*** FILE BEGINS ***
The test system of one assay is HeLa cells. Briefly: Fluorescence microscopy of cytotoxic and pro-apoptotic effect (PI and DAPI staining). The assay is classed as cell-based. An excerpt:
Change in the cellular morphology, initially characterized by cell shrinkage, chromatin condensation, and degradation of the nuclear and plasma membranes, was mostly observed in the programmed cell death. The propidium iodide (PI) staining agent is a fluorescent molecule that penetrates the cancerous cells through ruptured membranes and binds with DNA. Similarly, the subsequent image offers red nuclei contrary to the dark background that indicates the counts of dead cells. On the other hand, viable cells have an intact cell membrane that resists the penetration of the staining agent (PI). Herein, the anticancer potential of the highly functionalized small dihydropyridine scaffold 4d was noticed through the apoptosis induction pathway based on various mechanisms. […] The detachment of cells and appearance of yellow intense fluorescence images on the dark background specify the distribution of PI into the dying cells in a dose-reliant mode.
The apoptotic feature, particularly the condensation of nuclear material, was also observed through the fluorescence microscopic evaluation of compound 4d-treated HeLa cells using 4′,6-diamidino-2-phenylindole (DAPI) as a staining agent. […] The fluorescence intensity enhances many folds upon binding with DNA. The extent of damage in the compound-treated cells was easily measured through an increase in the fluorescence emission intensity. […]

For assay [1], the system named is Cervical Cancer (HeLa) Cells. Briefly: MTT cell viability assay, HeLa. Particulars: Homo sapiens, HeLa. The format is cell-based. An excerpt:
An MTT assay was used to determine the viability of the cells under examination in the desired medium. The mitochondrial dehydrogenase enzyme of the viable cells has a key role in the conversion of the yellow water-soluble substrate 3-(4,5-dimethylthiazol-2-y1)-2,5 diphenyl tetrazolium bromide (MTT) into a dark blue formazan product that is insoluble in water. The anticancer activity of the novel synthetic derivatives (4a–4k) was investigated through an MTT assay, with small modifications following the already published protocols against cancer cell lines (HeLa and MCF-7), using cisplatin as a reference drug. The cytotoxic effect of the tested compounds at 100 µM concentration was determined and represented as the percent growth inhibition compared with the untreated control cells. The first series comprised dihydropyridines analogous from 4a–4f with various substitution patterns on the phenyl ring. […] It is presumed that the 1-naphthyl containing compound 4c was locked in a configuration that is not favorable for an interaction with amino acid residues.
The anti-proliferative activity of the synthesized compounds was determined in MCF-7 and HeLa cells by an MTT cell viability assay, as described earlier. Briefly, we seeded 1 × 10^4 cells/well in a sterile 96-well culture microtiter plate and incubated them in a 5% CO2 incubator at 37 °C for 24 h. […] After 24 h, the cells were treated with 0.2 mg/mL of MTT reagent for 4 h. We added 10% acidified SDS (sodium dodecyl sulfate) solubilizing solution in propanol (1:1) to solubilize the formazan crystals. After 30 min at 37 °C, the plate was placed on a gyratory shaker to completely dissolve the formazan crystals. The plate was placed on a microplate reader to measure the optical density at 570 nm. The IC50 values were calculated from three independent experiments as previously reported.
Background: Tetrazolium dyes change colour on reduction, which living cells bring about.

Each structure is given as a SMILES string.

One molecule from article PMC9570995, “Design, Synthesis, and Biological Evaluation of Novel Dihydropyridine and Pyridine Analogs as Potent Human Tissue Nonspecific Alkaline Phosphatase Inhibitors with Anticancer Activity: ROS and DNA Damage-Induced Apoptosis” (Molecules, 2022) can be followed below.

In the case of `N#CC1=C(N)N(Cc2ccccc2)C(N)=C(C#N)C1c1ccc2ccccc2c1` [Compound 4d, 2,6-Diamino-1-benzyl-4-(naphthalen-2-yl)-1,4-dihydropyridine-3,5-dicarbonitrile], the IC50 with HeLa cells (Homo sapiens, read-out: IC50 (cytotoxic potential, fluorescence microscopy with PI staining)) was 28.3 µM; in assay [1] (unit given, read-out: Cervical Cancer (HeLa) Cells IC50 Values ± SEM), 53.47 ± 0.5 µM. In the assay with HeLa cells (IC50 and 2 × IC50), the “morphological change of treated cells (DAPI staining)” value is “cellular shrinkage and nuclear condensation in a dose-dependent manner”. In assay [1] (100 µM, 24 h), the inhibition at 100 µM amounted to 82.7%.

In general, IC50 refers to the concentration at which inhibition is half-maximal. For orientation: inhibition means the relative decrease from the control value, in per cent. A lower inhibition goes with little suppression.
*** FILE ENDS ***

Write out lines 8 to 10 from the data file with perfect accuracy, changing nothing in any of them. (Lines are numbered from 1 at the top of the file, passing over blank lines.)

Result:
Each structure is given as a SMILES string.

One molecule from article PMC9570995, “Design, Synthesis, and Biological Evaluation of Novel Dihydropyridine and Pyridine Analogs as Potent Human Tissue Nonspecific Alkaline Phosphatase Inhibitors with Anticancer Activity: ROS and DNA Damage-Induced Apoptosis” (Molecules, 2022) can be followed below.

In the case of `N#CC1=C(N)N(Cc2ccccc2)C(N)=C(C#N)C1c1ccc2ccccc2c1` [Compound 4d, 2,6-Diamino-1-benzyl-4-(naphthalen-2-yl)-1,4-dihydropyridine-3,5-dicarbonitrile], the IC50 with HeLa cells (Homo sapiens, read-out: IC50 (cytotoxic potential, fluorescence microscopy with PI staining)) was 28.3 µM; in assay [1] (unit given, read-out: Cervical Cancer (HeLa) Cells IC50 Values ± SEM), 53.47 ± 0.5 µM. In the assay with HeLa cells (IC50 and 2 × IC50), the “morphological change of treated cells (DAPI staining)” value is “cellular shrinkage and nuclear condensation in a dose-dependent manner”. In assay [1] (100 µM, 24 h), the inhibition at 100 µM amounted to 82.7%.